While the entire segment[s] regarding this topic of President Trump calling Don Lemon “stupid” was excellent… Prager’s response to this caller was an excellent way to respond to such attacks. NOT TO mention it backfired on Don Lemon and those who make similar arguments, in one sense, PROVING the Presidents point. Not to mention Lemon reacted to the media bait the “Don” likes to throw in the water like chum for the ravenous sharks.
Over the weekend, liberal New York Times columnist Charles Blow said there was “definitely” a “racial underpinning” to Trump’s latest insults.
The Washington Post’s Max Boot tweeted Friday, “I’m sure it’s just a coincidence that Trump thinks African-Americans are dumb.”
Former CBS newsman Dan Rather called Trump’s remark, which he made on Twitter, a “disgrace” and “racist.”
Trump is, however, well known for taking aim at just about anyone who criticizes him in public, and there’s no evidence he considers race or gender before he fires back. Here are seven examples of when Trump insulted the intelligence of white, conservative men:
….James Comey…. Rick Perry…. Mitt Romney…. Jeb Bush…. George Will…. Glenn Beck….
Supporters of the Cleveland Cavaliers, especially the owner of the team, are upset that basketball superstar LeBron James has decided to sign with the Miami Heat. The anger is especially intense because the Cavaliers offered $4 million more over the next five years. But their anger is misplaced, because more money in Cleveland, Ohio, actually translates into about $1 million less disposable income when the burden of state and local income taxes is added to the equation. Rather than condemn James for making a rational choice, local basketball fans should tar and feather Ohio politicians.
This story from CNBC walks through the calculations.
…if you match up what James’ salary would be for the first five years in Cleveland and the five years in Miami, you find that the Cavaliers are only offering him $4 million more. That advantage gets erased — and actually gives the Heat the monetary edge over — when you consider the income tax difference. …Playing in Cleveland, LeBron would face a state income tax of 5.925 percent, plus a Cleveland city tax of two percent. Over the first five years of a new contract with Cleveland, James would give back $3,953,060 combined to the state and city for the 41 games each season he’d play at home. But James would have to pay none of that for home games in Miami since Florida doesn’t have an income tax. Athletes have to pay income taxes to states that they play in on the road, so the games he’ll play away from home — whether he played for Cleveland or Miami — are essentially a wash. But there are, on average, 11 away games per season where James would have to pay Ohio and Cleveland taxes. Why? Because he has to pay when he plays in the six areas – Florida, Texas, Washington D.C., Illinois, Toronto and Tennessee – that have no jock taxes. That’s another $1,061,128 he’ll have to pay in taxes that he wouldn’t have to pay in Miami.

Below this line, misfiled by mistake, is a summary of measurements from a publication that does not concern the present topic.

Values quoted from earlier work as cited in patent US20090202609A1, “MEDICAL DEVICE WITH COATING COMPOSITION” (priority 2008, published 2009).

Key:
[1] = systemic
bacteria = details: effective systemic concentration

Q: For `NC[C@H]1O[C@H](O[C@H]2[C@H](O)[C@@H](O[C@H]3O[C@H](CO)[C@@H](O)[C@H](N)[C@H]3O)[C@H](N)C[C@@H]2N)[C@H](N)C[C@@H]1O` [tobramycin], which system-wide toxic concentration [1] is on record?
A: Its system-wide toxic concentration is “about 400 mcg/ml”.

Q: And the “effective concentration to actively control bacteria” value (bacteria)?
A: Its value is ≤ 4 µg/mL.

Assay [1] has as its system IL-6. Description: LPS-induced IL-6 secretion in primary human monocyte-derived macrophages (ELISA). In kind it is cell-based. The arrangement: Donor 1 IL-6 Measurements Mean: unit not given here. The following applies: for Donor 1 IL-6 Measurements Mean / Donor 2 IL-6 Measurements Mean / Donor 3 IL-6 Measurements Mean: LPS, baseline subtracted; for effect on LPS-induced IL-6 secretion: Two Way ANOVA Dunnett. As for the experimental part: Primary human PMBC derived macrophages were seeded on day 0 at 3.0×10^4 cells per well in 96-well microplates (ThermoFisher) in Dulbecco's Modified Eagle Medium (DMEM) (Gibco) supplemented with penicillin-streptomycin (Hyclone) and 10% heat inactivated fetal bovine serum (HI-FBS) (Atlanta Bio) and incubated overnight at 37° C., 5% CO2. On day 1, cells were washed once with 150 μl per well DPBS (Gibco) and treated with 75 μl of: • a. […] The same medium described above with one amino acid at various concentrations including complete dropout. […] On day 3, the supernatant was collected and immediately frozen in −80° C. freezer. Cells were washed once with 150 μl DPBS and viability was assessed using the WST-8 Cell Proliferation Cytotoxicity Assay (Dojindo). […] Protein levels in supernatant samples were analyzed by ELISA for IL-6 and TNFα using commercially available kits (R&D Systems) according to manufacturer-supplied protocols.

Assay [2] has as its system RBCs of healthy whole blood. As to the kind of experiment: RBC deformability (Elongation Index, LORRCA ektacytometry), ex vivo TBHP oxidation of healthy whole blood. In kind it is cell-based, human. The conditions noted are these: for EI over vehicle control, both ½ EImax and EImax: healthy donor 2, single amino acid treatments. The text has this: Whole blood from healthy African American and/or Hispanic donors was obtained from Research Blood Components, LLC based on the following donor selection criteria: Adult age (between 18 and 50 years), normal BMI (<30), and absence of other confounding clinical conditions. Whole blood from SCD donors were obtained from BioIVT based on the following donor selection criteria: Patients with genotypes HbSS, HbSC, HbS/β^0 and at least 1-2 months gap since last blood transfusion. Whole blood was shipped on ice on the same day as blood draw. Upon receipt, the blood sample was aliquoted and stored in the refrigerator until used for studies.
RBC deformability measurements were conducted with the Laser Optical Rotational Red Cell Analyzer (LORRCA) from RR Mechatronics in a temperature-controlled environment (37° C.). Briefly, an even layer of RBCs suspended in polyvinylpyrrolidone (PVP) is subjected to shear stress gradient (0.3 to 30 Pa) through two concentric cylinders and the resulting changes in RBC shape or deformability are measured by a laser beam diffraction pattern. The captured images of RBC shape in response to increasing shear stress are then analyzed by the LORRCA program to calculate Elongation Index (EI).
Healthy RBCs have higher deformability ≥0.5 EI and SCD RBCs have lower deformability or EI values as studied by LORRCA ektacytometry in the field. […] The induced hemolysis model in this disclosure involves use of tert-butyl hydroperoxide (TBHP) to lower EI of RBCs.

New York basketball fans also should be angry. With some of the highest taxes in the nation, many of which target highly productive people as part of class-warfare policy, New York is bad news for professional athletes.
The New York Post, commenting on the probability that James would sign with the Miami Heat, identified the real villains.
…blame our dysfunctional lawmakers in Albany, who have saddled top-earning New Yorkers with the highest state and city income taxes in the nation, soon to be 12.85 percent on top of the IRS bite. There is no state income tax in Florida. On a five-year contract worth $96 million — what he’d get from the Knicks or the Heat — LeBron would pay $12.34 million in New York taxes. Quite a penalty for the privilege of working in Midtown.
Now let’s look at the big picture. The calculations that LeBron James made when deciding to sign with the Miami Heat are the same calculations that companies make when deciding whether to build factories and create jobs…
The Knicks just finished pitching LeBron James. Their main selling point: You could make a billion dollars playing in New York. You can’t earn anything close to that anywhere else.
To make the case, they commissioned a study from marketing consultant Interbrand (See the powerpoint below–hit “full screen” to view.) that says LeBron could earn close to $1 billion over his lifetime in salary and endorsements if he makes Madison Square Garden his permanent home–their high-end estimate sees him earning as much as $2 billion. That outshines the estimated $700 million he’d likely earn in Cleveland, the $690 million in Chicago, and $600 million in Miami.
It’s a crafty attack that goes right after their rivals’ best case for nabbing LeBron: that his brand is so internationally recognizable, where he plays has little influence on his overall earnings. In fact, the same study claims that any generic free agent could see his lifetime earnings jump 30% by signing with the Knicks.
To come up with the numbers for the Knicks, Interbrand says it ran through 50,000 computer models of a potential LeBron career, using more than 200 variables like individual performance, fan demographics and championships. The report is light on the details of its methodology, but comes to this conclusion: LeBron has a 50% chance of earning at least $1 billion in New York. In Cleveland and Chicago the odds fall to 1%. The study put a 0% chance of LeBron making $1 billion playing for Miami….